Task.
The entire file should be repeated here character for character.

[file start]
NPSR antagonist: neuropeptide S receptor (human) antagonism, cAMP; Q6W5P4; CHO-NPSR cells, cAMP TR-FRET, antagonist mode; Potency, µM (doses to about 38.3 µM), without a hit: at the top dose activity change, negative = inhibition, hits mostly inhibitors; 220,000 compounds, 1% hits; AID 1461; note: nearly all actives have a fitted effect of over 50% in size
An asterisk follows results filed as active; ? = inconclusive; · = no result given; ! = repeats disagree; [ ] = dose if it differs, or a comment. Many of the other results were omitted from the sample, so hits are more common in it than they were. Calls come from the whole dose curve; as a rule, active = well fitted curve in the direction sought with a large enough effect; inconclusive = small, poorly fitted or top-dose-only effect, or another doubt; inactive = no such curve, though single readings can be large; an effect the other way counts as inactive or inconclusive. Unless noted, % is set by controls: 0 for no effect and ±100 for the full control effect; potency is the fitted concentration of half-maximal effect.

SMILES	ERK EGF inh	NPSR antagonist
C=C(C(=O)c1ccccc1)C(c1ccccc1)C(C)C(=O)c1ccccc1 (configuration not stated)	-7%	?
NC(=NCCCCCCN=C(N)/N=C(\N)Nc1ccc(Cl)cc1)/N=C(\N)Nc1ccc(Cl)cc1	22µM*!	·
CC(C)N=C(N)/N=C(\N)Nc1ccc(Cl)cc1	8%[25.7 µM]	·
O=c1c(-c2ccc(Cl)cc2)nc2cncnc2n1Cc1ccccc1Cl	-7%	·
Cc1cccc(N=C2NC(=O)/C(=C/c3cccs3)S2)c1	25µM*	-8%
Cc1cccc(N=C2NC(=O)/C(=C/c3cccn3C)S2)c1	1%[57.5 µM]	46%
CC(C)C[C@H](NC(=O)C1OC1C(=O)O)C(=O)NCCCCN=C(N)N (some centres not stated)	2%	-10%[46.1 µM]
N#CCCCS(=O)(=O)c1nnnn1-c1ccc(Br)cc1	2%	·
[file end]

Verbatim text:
NPSR antagonist: neuropeptide S receptor (human) antagonism, cAMP; Q6W5P4; CHO-NPSR cells, cAMP TR-FRET, antagonist mode; Potency, µM (doses to about 38.3 µM), without a hit: at the top dose activity change, negative = inhibition, hits mostly inhibitors; 220,000 compounds, 1% hits; AID 1461; note: nearly all actives have a fitted effect of over 50% in size
An asterisk follows results filed as active; ? = inconclusive; · = no result given; ! = repeats disagree; [ ] = dose if it differs, or a comment. Many of the other results were omitted from the sample, so hits are more common in it than they were. Calls come from the whole dose curve; as a rule, active = well fitted curve in the direction sought with a large enough effect; inconclusive = small, poorly fitted or top-dose-only effect, or another doubt; inactive = no such curve, though single readings can be large; an effect the other way counts as inactive or inconclusive. Unless noted, % is set by controls: 0 for no effect and ±100 for the full control effect; potency is the fitted concentration of half-maximal effect.

SMILES	ERK EGF inh	NPSR antagonist
C=C(C(=O)c1ccccc1)C(c1ccccc1)C(C)C(=O)c1ccccc1 (configuration not stated)	-7%	?
NC(=NCCCCCCN=C(N)/N=C(\N)Nc1ccc(Cl)cc1)/N=C(\N)Nc1ccc(Cl)cc1	22µM*!	·
CC(C)N=C(N)/N=C(\N)Nc1ccc(Cl)cc1	8%[25.7 µM]	·
O=c1c(-c2ccc(Cl)cc2)nc2cncnc2n1Cc1ccccc1Cl	-7%	·
Cc1cccc(N=C2NC(=O)/C(=C/c3cccs3)S2)c1	25µM*	-8%
Cc1cccc(N=C2NC(=O)/C(=C/c3cccn3C)S2)c1	1%[57.5 µM]	46%
CC(C)C[C@H](NC(=O)C1OC1C(=O)O)C(=O)NCCCCN=C(N)N (some centres not stated)	2%	-10%[46.1 µM]
N#CCCCS(=O)(=O)c1nnnn1-c1ccc(Br)cc1	2%	·